(TNS) — BERKELEY, Calif. — Passengers riding BART may be better protected in the event of an earthquake after the agency on Monday rolled out a newly-upgraded earthquake alert system.
The first of its kind in the country, it automatically slows trains before an earthquake strikes, giving riders anywhere from a few seconds to a full minute to drop, cover and hold on.
It’s one of the ways the transit agency, which provides some 432,000 trips each weekday, has been preparing for the next big one, along with a $1.3 billion seismic retrofit of its oldest stations, which is expected to be completed in 2022.
But the system, called ShakeAlert 2.0, isn’t limited to BART’s tracks or stations. It’s part of a network of sensors in California and two other states that allows manufacturers, public utilities, fire departments and other organizations to establish their own protocols for preventative actions when quakes strike — opening firehouse doors so engines don’t become trapped, for example, or shutting down gas or chemical lines to prevent fires or leaks.
Those extra seconds are crucial when it comes to saving lives and preventing injuries, said Jennifer Strauss, a spokesperson for UC Berkeley who sits on a national committee for the ShakeAlert system.
“Our hope is that we can protect people in California, whether they are riding on a transportation system, or they are in a hospital or their kids are at school,” she said. “If you can give people a couple seconds to drop, cover or hold on … we really think that will reduce injuries and deaths.”
Developed by the U.S. Geological Survey, UC Berkeley, the California Institute of Technology, and the universities of Washington and Oregon, with help from the Governor’s Office of Emergency Services in California, the system uses a network of more than 800 sensors across California, Oregon and Washington. Those sensors read deep waves in the ground, called p-waves, that occur during an earthquake and move the ground up and down, Strauss said.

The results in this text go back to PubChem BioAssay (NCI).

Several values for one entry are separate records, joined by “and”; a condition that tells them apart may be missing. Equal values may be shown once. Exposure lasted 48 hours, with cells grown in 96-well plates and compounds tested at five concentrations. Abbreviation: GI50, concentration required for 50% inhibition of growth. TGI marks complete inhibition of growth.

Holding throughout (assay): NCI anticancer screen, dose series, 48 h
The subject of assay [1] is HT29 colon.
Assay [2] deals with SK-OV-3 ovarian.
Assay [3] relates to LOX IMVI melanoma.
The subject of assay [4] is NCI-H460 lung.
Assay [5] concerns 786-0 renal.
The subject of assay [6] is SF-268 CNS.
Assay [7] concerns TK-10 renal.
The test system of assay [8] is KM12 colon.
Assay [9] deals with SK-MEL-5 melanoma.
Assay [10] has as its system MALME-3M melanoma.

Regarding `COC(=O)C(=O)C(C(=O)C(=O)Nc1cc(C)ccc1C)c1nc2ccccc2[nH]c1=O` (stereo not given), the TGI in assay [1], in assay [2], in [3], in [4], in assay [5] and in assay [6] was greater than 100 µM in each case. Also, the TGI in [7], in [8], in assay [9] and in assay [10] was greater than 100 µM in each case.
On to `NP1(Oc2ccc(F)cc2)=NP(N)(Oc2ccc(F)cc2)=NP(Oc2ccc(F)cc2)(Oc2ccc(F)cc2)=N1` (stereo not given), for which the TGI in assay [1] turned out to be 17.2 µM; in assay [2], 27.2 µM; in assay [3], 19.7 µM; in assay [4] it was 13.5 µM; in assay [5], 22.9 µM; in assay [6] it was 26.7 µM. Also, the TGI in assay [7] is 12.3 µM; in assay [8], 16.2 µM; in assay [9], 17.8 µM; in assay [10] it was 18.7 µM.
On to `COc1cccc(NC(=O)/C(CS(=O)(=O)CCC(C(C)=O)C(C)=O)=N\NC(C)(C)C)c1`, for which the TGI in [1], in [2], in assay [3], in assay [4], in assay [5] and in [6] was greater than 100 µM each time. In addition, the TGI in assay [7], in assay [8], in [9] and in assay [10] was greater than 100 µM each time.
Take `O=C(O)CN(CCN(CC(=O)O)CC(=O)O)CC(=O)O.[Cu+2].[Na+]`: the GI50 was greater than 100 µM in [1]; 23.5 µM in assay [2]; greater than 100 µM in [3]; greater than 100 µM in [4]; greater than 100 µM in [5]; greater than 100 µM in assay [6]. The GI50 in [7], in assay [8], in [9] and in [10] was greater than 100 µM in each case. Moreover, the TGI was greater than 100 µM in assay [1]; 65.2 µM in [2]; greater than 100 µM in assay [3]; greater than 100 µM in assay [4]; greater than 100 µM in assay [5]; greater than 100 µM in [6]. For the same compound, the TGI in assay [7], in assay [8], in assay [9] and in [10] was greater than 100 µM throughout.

That up-and-down motion doesn’t impact buildings or people as much as the second set of waves, called s-waves, that shake the ground from side to side, she said. The farther away a fire station, hospital or train track is from the epicenter of the earthquake, the more warning they will have that the ground is about to start shaking side-to-side, Strauss said.
“People right on top of the epicenter, they might not get an early warning,” she said. “They might get a late warning because everything is happening at the same time.”
BART was an early adopter of the initial system and has been slowing or stopping trains in advance of expected shaking for several years, BART officials said. The new system provides more information about the quake: how far away the epicenter is and the estimated magnitude. It also notifies agency officials to whether the shaking is expected to be light, moderate or severe, Strauss said.
The state and federal governments have already provided $71.3 million to implement the system, but Stauss said more funding is needed to allow each agency to build out its earthquake-monitoring networks and to nearly double the number of sensors it’s using to cover the entire state, along with Washington and Oregon. So far, she said, the metropolitan areas of Los Angeles, the San Francisco Bay Area and Seattle-Tacoma have been fully built out.
There is no way right now, however, to alert the public directly through this system, she said. But, the USGS is inviting developers as part of a pilot program to create apps that use the ShakeAlert notifications. Those notifications could get sent to people’s cellphones, bringing real-time earthquake warnings to the general public, much like what is already in place in Japan and Mexico.
©2018 the Contra Costa Times (Walnut Creek, Calif.) Distributed by Tribune Content Agency, LLC.